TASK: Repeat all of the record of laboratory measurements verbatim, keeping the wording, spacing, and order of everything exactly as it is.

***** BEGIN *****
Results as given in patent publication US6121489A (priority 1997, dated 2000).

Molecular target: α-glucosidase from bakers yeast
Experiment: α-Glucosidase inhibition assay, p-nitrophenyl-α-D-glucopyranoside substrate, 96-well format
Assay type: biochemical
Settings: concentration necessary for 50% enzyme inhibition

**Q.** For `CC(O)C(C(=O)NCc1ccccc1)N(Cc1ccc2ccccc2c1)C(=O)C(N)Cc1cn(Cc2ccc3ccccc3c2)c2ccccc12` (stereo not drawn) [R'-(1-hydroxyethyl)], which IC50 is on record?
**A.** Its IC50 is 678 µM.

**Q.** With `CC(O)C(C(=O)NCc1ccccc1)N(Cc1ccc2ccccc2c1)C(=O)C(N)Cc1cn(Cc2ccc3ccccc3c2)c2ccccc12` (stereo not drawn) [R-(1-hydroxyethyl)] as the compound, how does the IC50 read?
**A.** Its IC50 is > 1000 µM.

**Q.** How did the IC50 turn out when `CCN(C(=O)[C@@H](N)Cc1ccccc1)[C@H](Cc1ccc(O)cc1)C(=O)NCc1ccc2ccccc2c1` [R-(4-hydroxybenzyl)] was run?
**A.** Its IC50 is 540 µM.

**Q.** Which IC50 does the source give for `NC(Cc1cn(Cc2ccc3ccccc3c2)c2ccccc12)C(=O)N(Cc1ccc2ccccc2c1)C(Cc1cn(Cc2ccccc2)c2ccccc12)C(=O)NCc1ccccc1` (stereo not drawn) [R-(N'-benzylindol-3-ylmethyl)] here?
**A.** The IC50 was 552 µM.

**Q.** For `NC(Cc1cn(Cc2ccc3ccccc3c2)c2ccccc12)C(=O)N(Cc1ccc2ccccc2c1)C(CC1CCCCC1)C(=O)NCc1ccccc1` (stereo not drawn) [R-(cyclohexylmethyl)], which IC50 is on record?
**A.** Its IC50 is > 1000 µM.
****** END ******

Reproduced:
Results as given in patent publication US6121489A (priority 1997, dated 2000).

Molecular target: α-glucosidase from bakers yeast
Experiment: α-Glucosidase inhibition assay, p-nitrophenyl-α-D-glucopyranoside substrate, 96-well format
Assay type: biochemical
Settings: concentration necessary for 50% enzyme inhibition

**Q.** For `CC(O)C(C(=O)NCc1ccccc1)N(Cc1ccc2ccccc2c1)C(=O)C(N)Cc1cn(Cc2ccc3ccccc3c2)c2ccccc12` (stereo not drawn) [R'-(1-hydroxyethyl)], which IC50 is on record?
**A.** Its IC50 is 678 µM.

**Q.** With `CC(O)C(C(=O)NCc1ccccc1)N(Cc1ccc2ccccc2c1)C(=O)C(N)Cc1cn(Cc2ccc3ccccc3c2)c2ccccc12` (stereo not drawn) [R-(1-hydroxyethyl)] as the compound, how does the IC50 read?
**A.** Its IC50 is > 1000 µM.

**Q.** How did the IC50 turn out when `CCN(C(=O)[C@@H](N)Cc1ccccc1)[C@H](Cc1ccc(O)cc1)C(=O)NCc1ccc2ccccc2c1` [R-(4-hydroxybenzyl)] was run?
**A.** Its IC50 is 540 µM.

**Q.** Which IC50 does the source give for `NC(Cc1cn(Cc2ccc3ccccc3c2)c2ccccc12)C(=O)N(Cc1ccc2ccccc2c1)C(Cc1cn(Cc2ccccc2)c2ccccc12)C(=O)NCc1ccccc1` (stereo not drawn) [R-(N'-benzylindol-3-ylmethyl)] here?
**A.** The IC50 was 552 µM.

**Q.** For `NC(Cc1cn(Cc2ccc3ccccc3c2)c2ccccc12)C(=O)N(Cc1ccc2ccccc2c1)C(CC1CCCCC1)C(=O)NCc1ccccc1` (stereo not drawn) [R-(cyclohexylmethyl)], which IC50 is on record?
**A.** Its IC50 is > 1000 µM.